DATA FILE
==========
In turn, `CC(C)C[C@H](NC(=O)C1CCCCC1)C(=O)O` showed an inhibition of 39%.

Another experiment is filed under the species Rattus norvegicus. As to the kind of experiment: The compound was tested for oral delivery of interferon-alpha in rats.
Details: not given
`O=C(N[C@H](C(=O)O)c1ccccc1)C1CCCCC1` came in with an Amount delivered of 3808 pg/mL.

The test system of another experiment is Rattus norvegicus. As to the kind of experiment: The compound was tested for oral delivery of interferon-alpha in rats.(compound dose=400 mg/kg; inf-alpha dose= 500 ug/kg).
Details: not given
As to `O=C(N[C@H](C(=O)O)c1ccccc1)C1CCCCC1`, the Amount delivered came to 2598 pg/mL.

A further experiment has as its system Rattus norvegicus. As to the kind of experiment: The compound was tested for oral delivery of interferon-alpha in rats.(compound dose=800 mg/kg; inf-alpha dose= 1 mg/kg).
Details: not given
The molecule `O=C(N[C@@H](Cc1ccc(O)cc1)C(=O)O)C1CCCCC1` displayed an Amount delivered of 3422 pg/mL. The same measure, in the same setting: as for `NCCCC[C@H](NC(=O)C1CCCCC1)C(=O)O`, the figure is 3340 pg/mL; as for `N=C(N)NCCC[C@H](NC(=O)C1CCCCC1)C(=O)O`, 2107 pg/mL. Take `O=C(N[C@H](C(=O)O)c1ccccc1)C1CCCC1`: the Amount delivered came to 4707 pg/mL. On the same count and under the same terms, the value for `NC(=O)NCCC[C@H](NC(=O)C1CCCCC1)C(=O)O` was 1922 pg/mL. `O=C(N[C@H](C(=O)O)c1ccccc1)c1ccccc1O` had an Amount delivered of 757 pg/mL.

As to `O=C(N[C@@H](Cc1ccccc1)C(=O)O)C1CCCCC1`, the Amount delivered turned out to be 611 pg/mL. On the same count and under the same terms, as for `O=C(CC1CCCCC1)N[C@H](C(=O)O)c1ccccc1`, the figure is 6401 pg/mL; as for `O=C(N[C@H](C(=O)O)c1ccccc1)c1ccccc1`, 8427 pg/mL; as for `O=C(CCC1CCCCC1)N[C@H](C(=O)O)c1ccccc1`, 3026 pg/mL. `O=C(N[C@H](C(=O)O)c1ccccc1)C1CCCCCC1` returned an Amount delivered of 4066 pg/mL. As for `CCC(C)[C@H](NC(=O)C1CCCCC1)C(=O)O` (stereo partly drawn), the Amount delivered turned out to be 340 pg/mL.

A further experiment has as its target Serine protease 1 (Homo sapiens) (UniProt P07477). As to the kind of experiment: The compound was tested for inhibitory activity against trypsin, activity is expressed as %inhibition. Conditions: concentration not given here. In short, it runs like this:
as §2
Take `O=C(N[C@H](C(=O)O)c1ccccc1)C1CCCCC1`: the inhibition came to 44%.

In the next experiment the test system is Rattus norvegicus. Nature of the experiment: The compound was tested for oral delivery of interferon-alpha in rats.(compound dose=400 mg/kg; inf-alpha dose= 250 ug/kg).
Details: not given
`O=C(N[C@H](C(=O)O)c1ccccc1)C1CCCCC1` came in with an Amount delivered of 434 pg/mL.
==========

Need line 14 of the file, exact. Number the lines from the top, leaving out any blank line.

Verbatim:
Take `O=C(N[C@H](C(=O)O)c1ccccc1)C1CCCCC1`: the inhibition came to 44%.